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Aus Open: Venus ousted; Davenport advances

Wimbledon champion Venus Williams crashed in the first round, losing 2-6, 6-0, 9-7 to Tszvetana Pironkova.

tennis Updated: Jan 17, 2006 10:57 IST

Wimbledon champion Venus Williams crashed in the first round at the Australian Open on Monday, losing 2-6, 6-0, 9-7 to Tszvetana Pironkova.

It was only the third time in 34 Grand Slam tournaments that the five-time major winner has lost in the opening round. The 10th-seeded Williams sprayed 65 unforced errors, including 41 in the third set as she struggled to control her ground strokes in her first tour-level event since September.

"It happens to the best of us," said Williams. "I had so many unforced errors, I struggled to keep the ball in. I just couldn't get it right, she benefited from my largesse.

"If I had just one-third less errors, this match is a different story."

Bulgaria's Pironkova, ranked 94th, was broken when she served for the match in the ninth game of the third set.

Williams, who also had a chance to serve for the match in the 12th game, screamed when she gave Pironkova match point with a backhand into the net. She surrendered the 2 hour, 28-minute match on another backhand error.

The match turned against Williams when she missed a routine overhead in the first game of the second set that could have given her two break points.

Pironkova held and went on a six-game winning stretch. After trading breaks to open the deciding set, Pironkova was serving for the match at 5-3 before Williams rallied, winning three straight games and getting a chance to serve for the match at 6-5. Williams was broken in that game on a forehand error, then looked up at the sky in a mixture of frustration and disbelief. She lost in the first round at Wimbledon in 1997 and at the French Open in 2001. Her previous earliest exit in Australia was in the third round. Top-ranked Lindsay Davenport cruised to a 6-2, 6-1 win over Australian wild card entry Casey Dellacqua, ranked No. 180. Davenport, seeking her fourth Grand Slam singles title and first since her win here in 2000, set up three match points with an ace and clinched it in 57 minutes with an overhead winner. Davenport next faces Croatia's Karolina Sprem, a 6-4, 6-2 winner over Alona Bondarenko of Ukraine.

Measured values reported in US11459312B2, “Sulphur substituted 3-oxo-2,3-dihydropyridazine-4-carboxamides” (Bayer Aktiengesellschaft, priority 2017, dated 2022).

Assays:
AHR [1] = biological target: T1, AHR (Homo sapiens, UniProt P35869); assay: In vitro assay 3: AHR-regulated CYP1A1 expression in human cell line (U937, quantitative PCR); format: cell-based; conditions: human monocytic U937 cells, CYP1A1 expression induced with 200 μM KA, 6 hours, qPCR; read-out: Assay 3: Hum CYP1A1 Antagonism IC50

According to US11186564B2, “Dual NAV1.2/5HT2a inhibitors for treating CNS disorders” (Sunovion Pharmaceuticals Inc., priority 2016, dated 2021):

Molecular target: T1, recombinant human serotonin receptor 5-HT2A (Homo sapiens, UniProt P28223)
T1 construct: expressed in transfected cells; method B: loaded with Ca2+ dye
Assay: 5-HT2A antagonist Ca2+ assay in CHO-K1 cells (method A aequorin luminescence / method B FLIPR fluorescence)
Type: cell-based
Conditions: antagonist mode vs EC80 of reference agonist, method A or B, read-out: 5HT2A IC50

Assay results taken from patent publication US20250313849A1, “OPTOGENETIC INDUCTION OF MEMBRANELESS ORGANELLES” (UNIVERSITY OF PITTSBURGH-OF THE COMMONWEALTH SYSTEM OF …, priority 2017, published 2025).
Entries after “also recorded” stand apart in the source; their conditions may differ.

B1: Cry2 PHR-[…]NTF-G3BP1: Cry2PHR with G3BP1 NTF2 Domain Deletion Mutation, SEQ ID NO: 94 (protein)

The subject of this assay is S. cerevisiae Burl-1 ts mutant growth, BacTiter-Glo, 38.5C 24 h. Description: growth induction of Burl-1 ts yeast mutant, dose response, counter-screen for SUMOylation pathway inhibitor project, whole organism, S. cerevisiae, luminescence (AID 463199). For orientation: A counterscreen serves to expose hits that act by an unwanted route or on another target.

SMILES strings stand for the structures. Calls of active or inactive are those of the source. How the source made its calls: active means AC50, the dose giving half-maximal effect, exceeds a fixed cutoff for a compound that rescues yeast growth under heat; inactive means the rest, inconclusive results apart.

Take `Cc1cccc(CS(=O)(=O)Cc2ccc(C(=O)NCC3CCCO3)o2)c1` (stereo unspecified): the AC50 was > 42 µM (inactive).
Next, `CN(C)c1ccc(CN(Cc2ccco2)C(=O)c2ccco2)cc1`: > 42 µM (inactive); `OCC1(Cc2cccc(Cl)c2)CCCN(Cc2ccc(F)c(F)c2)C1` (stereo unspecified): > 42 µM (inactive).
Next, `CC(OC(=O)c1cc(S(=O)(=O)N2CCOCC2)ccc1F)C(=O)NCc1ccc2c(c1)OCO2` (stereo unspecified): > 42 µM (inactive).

No 9 Elena Dementieva was the first seeded player ousted. The 24-year-old Russian, a semifinalist at the last US Open, lost 7-5, 6-2 to Germany's Julia Schruff.

No 24 Tatiana Golovin and No 26 Ai Sugiyama followed her out, losing to Mara Santangelo and Conchita Martinez Granados of Spain. Former Wimbledon semifinalist Jelena Dokic, who won a wild card tournament to gain entry to her first Australian Open since 2001, crumbled after thinking she'd won in straight sets against Virginie Razzano.

Dokic celebrated a forehand on match point in the 12th game of the second set, but it was called out.

Razzano rallied to win it 3-6 7-6 (6) 6-1.

Davenport spent all but seven weeks atop the rankings in 2005 and reached the finals here and at Wimbledon.

She has a new coach-- David DiLucia-- and a difficult draw at Melbourne Park, with 2004 US Open champion Svetlana Kuznetsova and French Open champion Justine Henin-Hardenne in her quarter. "I feel like I'm ready for the challenges," said Davenport, 29. "I feel like I have the ability to play well and hopefully repeat what happened last year, and go better."

Slovakia's Daniela Hantuchova, seeded 17th, overcame Japan's Saori Obata 3-6, 6-3, 6-0 and No 6 Nadia Petrova defeated Australia's Sophie Ferguson 6-2, 6-1.

On the men's side, Masters Cup champion David Nalbandian, seeded No. 4, overcame Thai qualifier Danai Udomchoke to advance 6-2, 6-2, 1-6, 6-7 (4-7), 6-1.

Eighth-seeded Gaston Gaudio had a shorter-than-expected opener. The 2004 French Open champion was leading 6-2, 5-0 when Romania's Razvan Sabau retired with an injured right elbow. No 13 Robby Ginepri only needed 1 hour, 19 minutes for a 6-1, 6-4, 6-2 win over Austria's Jurgen Melzer.

It was an easy start for Ginepri, who developed a reputation for going the distance in his last appearance at a major. The 23-year-old American reached the semifinals at the US Open, where he became the first man in the Open era to play four five-set matches at one tournament.

"Winning in three is a much better start, it's easier on the body," said Ginepri.

Two Swedes went out on the opening morning. No 17 Radek Stepanek of Czech Republic beat Bjorn Rehnquist 6-1, 6-2, 6-2 and Denis Gremelmayr of Germany defeated Jonas Bjorkman 3-6, 6-2, 6-0, 6-1. Men's No 2 Andy Roddick opens later Monday against Michael Lammer, a 23-year-old qualifier from Switzerland. James Blake, who won the Sydney International on the weekend, was to play Jose Acasuso of Argentina.

On the women's side, defending champion Serena Williams was against China's Li Na in the first night match on center court and Maria Sharapova, the 2004 Wimbledon champion, was playing Germany's Sandra Kloesel.

Henin-Hardenne, the 2004 Australian Open winner and reigning French Open champion, went into her opening match against Marta Domachowska in form after winning the Sydney International on the weekend.

First Published: Jan 16, 2006 11:17 IST